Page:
WALTHAM, Mass. — Industrial automation and collaborative robot arms are usually discussed as two distinct categories of robotics. However, advances in machine vision offer manufacturers safer and more flexible workcells. Veo Robotics Inc. has announced the availability of its FreeMove system, which it said can “combine the strength, precision, and speed of standard industrial robots with the ingenuity, judgement, and dexterity of humans.”
In a blog post today, Veo Robotics co-founders Patrick Sobalvarro, CEO; Scott Denenberg, chief architect; and Clara Vu, vice president of engineering, described how collaborative features can help manufacturers be more nimble.
“Process variations that lead to product quality issues must be addressed immediately,” they wrote. “Product cycles are shorter, requiring quicker line design and commissioning. Mass customization means that fully automating manufacturing process steps has become much more costly in engineering time and capital equipment.”
Veo FreeMove designed for safety
Industrial robots typically move too quickly and with dangerous end effectors and payloads that preclude collaborative operation. FreeMove is designed to allow a robot to work at full speed until it recognizes a human in proximity. The system is compliant with international machine safety standard ISO 13849, said Veo Robotics.
Veo’s FreeMove Sensors are custom, 3D time-of-flight sensors to be mounted at the workcell periphery. The FreeMove Engine dual-channel architecture runs proprietary, fail-safe software to process image data, said the company.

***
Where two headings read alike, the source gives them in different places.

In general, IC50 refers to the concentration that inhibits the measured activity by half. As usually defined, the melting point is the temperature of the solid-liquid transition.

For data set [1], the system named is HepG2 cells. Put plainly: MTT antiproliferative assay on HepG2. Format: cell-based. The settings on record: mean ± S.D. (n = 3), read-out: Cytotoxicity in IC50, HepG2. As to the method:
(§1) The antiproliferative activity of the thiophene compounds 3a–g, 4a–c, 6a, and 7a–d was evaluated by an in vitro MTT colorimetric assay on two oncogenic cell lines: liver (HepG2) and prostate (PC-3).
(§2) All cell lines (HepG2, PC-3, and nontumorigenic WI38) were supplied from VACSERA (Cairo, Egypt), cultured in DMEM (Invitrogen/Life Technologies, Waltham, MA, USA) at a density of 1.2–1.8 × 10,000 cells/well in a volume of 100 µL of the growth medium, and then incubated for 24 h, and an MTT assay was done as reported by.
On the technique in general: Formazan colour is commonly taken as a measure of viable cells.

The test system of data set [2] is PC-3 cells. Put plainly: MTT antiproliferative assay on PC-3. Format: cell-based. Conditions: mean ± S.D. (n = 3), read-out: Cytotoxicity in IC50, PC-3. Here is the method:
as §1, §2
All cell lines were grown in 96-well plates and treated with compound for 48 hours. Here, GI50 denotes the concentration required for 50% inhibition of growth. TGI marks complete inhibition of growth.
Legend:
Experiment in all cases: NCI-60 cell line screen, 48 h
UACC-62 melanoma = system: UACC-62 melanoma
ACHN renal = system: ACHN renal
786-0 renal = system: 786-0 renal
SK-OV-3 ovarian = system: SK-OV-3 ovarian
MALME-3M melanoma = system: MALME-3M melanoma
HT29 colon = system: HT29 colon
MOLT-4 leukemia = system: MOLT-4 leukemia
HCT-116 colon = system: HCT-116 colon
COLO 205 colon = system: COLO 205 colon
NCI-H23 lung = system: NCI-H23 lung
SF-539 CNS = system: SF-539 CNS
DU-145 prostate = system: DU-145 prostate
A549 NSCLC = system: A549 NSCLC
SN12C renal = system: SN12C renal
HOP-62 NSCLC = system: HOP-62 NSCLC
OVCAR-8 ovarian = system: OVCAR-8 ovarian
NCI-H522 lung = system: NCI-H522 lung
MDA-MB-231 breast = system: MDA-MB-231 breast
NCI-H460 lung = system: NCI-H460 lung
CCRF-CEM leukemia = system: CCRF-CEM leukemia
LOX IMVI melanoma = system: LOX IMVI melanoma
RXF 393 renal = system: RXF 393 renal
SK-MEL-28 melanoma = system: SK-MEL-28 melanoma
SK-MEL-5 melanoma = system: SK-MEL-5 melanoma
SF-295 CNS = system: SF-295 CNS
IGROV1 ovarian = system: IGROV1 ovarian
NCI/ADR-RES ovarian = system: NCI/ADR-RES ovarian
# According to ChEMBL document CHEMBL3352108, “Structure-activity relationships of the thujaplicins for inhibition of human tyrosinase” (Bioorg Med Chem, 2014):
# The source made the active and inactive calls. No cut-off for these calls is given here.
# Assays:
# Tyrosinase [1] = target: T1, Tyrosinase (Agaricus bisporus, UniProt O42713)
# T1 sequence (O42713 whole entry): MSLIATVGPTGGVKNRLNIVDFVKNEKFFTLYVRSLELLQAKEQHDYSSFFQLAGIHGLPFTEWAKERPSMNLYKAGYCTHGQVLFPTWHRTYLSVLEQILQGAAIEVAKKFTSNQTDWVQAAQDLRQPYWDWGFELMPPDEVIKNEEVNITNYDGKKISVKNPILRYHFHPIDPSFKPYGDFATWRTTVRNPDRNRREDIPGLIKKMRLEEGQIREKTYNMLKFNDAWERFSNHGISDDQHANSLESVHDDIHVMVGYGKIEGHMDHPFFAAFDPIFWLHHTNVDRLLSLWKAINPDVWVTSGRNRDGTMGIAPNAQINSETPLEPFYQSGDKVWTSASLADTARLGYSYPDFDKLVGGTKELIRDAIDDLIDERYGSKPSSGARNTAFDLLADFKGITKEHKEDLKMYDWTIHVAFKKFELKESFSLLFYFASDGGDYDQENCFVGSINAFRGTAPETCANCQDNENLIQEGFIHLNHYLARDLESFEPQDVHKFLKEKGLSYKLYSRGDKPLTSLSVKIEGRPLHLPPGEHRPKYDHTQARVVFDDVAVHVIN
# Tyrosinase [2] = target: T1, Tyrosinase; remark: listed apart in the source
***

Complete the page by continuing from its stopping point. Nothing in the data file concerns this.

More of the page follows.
In addition, Veo’s FreeMove Studio software provides self-service configuration and real-time visualization of sensor and FreeMove Engine data.
“Data from the sensors — which have redundant sensing elements with an onboard FPGA for real-time comparison and health monitoring — is fused into a 3D representation of the workcell,” stated Veo. “That data is redundantly processed by each channel of the Engine’s high-performance computing platform and then compared by a safety processor to guarantee correct calculation. The Engine maps and classifies the workspace in real time, performing dynamic speed and separation monitoring in accordance with ISO/TS 15066 and ISO 10218.”
The system can automatically override the robot program to stop it in the case of any fault Collaborative robotics becomes a feature, rather than a type of robot.
Certification and ADK
Veo Robotics, which raised which raised $15 million in funding in January, said it “has been working with third-party certification agencies through the entire FreeMove development process and will submit the Veo FreeMove system for certification in early 2020, with final certification expected at the end of 2020.”
Customers can already design and evaluate processes using FreeMove with the FreeMove Application Development Kit (ADK). It is a version of the software that runs on non-safety-rateable hardware, so developers must use redundant safety systems. However, the resulting designs can ultimately be used in production with the full version of FreeMove when it is available next year.